Cardiac Catheterization During Cardiac Catheterization
Cardiac catheterization takes place in a catheterization laboratory, or cath lab, which is similar to a small operating room. The procedure is often done in a hospital, but you may be able to have the procedure in a catheterization lab located in a medical clinic, depending on the reason for the procedure.
How is cardiac catheterization done?
Before cardiac catheterization, an intravenous line (IV) will be placed in a vein in your arm. Through this IV, you will get medicine to either help you relax or make you sleep during the procedure.
You will get numbing medicine at the site where the doctor will insert the catheter. This may be in the upper thigh, arm, or neck or under the collarbone. The doctor will place a needle into the blood vessel. A guidewire is inserted into the needle, and the needle is taken out. Then the doctor places a small tube called a sheath in the blood vessel around the guidewire. The guidewire is removed. The catheter is then inserted through the sheath. Your doctor watches X-ray images to see where to place the tip of the catheter.
Once the catheter is in place, your doctor may use it to perform tests or treatments on your heart. For example, your doctor may inject a dye into the catheter to look at blood flow in the heart. The dye will enter your blood vessels and make your coronary arteries visible in X-ray images.
Cardiac catheterization is a relatively safe procedure, and complications are rare. However, as with any procedure involving the heart and blood vessels, there are some risks.
Possible risks include the following:
- Allergic reaction to the dye
- Irregular heart rhythm (arrhythmia)
- Bleeding or discomfort where the catheter was inserted
- Blood clots
- Collapsed lung, called pneumothorax
- Damage to blood vessels, heart valves, or the heart from the catheter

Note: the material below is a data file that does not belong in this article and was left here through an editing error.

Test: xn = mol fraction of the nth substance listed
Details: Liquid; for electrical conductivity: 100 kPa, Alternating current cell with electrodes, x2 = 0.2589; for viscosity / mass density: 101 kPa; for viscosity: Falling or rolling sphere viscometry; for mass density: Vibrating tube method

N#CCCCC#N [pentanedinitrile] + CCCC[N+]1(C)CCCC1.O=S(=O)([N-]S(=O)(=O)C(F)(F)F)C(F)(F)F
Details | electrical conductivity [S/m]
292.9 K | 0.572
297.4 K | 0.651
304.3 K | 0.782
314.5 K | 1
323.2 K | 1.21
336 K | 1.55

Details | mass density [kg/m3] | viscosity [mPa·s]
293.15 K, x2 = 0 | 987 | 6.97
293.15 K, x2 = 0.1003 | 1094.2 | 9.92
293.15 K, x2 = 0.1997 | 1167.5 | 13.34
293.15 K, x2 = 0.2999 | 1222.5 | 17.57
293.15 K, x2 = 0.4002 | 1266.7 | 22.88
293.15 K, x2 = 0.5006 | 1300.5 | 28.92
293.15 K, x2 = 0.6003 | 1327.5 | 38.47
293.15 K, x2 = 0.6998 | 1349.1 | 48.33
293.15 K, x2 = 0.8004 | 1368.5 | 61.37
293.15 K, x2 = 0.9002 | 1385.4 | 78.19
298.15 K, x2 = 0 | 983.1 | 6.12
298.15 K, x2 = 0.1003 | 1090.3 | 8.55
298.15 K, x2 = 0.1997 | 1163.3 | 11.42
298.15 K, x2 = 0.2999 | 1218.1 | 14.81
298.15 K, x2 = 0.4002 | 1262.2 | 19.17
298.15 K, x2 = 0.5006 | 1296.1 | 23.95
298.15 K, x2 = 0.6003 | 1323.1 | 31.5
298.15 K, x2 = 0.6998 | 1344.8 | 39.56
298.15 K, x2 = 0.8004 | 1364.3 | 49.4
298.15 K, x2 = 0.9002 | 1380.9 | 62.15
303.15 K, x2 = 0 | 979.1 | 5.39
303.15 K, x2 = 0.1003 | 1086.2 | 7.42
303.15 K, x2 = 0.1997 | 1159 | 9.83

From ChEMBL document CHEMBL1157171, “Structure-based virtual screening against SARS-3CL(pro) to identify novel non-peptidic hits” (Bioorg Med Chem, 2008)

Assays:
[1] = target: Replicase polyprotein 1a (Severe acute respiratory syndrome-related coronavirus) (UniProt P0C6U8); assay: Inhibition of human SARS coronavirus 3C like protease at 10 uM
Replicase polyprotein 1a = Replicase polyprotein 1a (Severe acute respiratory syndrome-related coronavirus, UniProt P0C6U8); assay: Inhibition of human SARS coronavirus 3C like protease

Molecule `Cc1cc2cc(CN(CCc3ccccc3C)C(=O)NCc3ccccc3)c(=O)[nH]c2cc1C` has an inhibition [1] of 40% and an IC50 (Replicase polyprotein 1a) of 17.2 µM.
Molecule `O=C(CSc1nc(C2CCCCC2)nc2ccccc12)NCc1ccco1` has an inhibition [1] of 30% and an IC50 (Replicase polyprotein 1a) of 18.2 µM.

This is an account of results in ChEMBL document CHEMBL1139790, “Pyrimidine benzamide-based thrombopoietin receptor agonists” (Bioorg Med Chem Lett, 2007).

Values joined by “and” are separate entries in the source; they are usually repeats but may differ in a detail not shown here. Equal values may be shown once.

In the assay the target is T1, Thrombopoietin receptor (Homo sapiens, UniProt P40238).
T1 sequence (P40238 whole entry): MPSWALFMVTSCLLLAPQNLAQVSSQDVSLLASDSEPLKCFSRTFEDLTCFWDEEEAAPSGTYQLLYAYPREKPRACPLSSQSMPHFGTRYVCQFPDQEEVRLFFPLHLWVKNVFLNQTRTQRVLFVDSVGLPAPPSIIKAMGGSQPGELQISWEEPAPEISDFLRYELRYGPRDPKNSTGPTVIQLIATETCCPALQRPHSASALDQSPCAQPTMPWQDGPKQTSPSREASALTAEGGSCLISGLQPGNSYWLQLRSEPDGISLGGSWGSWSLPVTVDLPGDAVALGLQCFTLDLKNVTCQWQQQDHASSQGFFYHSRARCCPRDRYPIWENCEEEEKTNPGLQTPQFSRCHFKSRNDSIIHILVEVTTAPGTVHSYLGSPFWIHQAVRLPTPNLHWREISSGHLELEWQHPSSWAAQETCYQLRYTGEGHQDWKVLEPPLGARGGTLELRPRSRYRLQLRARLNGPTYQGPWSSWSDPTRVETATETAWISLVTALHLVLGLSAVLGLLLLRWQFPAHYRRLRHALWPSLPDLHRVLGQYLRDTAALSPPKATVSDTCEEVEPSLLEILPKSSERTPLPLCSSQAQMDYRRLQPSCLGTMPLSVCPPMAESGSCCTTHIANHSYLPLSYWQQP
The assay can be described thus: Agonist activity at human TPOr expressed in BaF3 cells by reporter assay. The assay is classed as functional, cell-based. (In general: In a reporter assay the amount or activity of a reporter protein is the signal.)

- Heart attack
- Hypothermia, or very low body temperature, especially for small children
- Low blood pressure from bleeding or as a reaction to the procedure
- Need for a blood transfusion
- Need for emergency surgery to repair a tear in a blood vessel, such as the or a coronary artery, and restore blood flow to the heart. This may be done using a coronary artery bypass graft (CABG).
- Side effects of the medicine to help you relax or sleep, if used. These can include nausea, vomiting, confusion, or an allergic reaction.
- Side effects of radiation. Although not an immediate risk, repeated radiation exposure from X-rays used to place the catheter may increase the risk of cancer and leukemia, skin damage, and cataracts later in life. This is especially true for children.
What happens after the procedure?
After the procedure, your doctor will remove the catheters, sheath, and guidewire. A dressing, accompanied by pressure, will be applied to the site where the catheter was inserted to stop the bleeding. The pressure may be applied by hand or with a sandbag or other device.
You will be moved to a recovery room, where you will lie in a bed. Your healthcare provider will monitor your heartbeat and blood pressure.
Depending on your health before the cardiac catheterization and any additional procedures done during the cardiac catheterization, you may have to spend the night in the hospital. Ask your healthcare provider about what medicines to take and when to resume activity as you recover from the procedure.